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JC
Caulk Where Backsplash Meets Wall?

Hi,

My kitchen has this polished granite-like backsplash. There is no apparent caulk where the backsplash meets the wall. I was thinking of applying silicone caulk at this joint to prevent water from getting behind the sink.

Is there any reason to -not- to do this? Or is there another/better way to seal this gap?

Attached is a piccie that (hopefully) shows what I mean. The gap ranges from 0 to up to perhaps a 16th" at it's most bowed.

TIA,

---JC

A. Spruce
Re: Caulk Where Backsplash Meets Wall?

I would caulk the splash to the wall, but I wouldn't waste money or time with silicone, use a good latex based caulk. Latex is MUCH easier to work with and can be replaced and/or reapplied as needed.

Silicone is extremely difficult to work with, fails just as readily as any other type of caulk, with the added insult of being near impossible to remove, and new silicone will not stick to old silicone, so you will have all sorts of fun trying to remove the old well enough to get something else, anything else, to stick.

Save yourself the headache and just go with latex based caulk.:cool:

HoustonRemodeler
Re: Caulk Where Backsplash Meets Wall?

We always use 100%silicone to prevent mold. Latex will mold for sure, especially in the humid south.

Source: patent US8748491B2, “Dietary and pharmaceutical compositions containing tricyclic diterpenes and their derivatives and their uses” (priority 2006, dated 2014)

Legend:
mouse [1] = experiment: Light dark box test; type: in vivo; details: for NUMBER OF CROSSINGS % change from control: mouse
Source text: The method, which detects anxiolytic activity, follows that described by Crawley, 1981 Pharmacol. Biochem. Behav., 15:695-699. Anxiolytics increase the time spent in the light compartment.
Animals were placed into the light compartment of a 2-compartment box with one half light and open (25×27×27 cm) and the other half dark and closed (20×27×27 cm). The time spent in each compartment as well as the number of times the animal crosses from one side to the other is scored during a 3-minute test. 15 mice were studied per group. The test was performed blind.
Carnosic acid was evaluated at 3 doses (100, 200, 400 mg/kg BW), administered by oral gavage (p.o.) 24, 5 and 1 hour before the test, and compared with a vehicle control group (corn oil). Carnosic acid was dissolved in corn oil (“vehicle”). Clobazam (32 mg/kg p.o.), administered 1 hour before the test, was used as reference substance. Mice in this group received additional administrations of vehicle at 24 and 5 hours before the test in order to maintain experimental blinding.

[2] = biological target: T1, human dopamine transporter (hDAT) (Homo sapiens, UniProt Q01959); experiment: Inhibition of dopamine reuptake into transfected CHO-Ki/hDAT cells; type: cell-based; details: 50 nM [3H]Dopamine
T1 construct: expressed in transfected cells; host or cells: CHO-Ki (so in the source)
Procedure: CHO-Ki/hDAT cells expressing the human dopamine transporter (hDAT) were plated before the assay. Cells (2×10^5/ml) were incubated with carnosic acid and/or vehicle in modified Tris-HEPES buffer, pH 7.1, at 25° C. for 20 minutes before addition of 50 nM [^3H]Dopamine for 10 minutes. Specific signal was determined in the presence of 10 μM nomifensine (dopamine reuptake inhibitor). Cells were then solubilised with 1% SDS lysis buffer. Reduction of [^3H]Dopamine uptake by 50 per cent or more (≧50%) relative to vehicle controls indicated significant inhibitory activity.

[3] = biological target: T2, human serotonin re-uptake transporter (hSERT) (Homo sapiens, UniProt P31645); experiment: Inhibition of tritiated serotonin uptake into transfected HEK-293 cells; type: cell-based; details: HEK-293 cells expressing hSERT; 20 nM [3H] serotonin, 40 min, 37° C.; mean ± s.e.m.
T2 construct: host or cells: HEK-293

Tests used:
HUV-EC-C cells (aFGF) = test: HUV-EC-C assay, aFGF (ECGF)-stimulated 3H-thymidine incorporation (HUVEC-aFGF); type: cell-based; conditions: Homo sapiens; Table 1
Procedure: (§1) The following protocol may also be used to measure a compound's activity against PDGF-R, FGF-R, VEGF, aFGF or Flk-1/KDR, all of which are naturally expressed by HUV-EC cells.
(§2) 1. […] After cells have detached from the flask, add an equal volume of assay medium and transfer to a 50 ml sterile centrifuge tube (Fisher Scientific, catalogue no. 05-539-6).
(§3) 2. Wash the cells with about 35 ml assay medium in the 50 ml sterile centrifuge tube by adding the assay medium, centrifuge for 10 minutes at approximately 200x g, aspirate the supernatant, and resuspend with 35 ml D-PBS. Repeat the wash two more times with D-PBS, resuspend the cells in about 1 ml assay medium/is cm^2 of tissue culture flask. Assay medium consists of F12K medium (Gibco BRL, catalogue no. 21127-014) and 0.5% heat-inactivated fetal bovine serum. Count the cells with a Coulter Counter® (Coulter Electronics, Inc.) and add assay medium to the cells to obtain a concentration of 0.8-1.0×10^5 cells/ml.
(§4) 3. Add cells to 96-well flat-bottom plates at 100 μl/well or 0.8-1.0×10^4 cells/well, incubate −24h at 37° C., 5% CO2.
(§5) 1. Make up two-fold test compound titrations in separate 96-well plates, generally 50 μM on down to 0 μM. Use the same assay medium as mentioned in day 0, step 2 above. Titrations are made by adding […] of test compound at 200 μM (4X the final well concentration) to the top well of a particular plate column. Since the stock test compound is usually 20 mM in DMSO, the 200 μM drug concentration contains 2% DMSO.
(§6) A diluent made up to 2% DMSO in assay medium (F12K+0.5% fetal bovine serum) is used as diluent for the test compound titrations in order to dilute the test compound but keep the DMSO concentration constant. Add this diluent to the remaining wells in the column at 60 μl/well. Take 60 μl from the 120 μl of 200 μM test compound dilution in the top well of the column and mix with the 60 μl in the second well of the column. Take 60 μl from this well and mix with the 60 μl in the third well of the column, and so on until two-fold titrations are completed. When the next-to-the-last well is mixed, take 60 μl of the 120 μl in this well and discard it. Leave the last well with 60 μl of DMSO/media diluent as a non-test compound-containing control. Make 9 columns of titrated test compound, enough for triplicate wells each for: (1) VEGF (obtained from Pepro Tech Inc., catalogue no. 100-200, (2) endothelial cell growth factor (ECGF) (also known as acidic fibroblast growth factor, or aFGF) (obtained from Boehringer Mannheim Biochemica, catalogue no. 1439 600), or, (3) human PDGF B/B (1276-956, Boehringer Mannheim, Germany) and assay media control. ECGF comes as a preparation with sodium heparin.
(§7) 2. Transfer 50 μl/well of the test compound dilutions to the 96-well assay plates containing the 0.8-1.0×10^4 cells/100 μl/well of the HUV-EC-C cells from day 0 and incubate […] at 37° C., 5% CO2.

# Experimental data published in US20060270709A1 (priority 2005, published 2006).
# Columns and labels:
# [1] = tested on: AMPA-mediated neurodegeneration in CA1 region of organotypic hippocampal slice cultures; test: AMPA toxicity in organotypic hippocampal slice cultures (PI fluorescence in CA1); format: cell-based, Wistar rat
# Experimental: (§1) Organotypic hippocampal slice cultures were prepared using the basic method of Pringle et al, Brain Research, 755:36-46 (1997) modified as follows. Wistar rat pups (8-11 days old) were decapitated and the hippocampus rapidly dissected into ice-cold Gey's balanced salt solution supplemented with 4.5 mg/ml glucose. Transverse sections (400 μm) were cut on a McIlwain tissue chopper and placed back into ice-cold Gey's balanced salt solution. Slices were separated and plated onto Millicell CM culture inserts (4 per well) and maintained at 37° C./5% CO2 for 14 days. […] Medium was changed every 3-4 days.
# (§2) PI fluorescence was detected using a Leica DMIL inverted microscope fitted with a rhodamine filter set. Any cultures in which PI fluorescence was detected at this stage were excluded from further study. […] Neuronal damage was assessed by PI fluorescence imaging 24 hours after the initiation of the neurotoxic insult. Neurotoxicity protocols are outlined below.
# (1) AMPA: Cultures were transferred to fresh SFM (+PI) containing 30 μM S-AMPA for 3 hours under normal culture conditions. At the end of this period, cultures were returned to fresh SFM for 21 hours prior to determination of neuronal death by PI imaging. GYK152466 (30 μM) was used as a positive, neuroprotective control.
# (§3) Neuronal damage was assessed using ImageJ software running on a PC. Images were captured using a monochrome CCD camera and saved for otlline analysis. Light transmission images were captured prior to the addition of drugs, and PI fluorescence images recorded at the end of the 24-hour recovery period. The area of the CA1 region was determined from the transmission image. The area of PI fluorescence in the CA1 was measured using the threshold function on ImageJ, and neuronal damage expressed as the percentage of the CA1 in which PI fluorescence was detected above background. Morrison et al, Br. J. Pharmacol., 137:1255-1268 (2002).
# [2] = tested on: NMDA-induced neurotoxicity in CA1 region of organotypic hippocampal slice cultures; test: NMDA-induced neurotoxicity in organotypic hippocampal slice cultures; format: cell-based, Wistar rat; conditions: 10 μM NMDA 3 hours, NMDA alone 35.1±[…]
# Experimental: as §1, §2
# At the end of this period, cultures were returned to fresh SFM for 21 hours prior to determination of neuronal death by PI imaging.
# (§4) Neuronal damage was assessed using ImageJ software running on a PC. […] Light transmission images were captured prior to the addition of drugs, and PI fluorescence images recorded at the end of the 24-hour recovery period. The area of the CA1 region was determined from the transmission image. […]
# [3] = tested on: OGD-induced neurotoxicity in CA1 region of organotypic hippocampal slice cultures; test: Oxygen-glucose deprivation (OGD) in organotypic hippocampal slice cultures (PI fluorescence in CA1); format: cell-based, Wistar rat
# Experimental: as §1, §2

Read this thread some good lookin' fella wrote.

http://www.johnbridge.com/vbulletin/showthread.php?t=85634

dj1
Re: Caulk Where Backsplash Meets Wall?

Houston,

Here in the dry west, we don't have to deal with so much humidity. I really dislike silicone and prefer to use latex too.

A. Spruce
Re: Caulk Where Backsplash Meets Wall?
HoustonRemodeler wrote:

We always use 100%silicone to prevent mold. Latex will mold for sure, especially in the humid south.

Read this thread some good lookin' fella wrote.

http://www.johnbridge.com/vbulletin/showthread.php?t=85634

Mold forms for a reason, regardless of the type of caulk used. I just had to recaulk a shower due to moldy silicone, failed moldy silicone at that.

It is unlikely that the OP's backsplash/wall connection is going to mold unless it is always left wet, then they're also going to have problems with the paint and drywall.

JC
Re: Caulk Where Backsplash Meets Wall?

Thanks for the replies. For some reason I never get 'notified'.

In any case... I was going to use silicone because I used latex on my bathtub and it only lasted a few years. It also shrank a bit. Also, it did get a little moldy.

I live in Seattle... I dunno if that has any factor.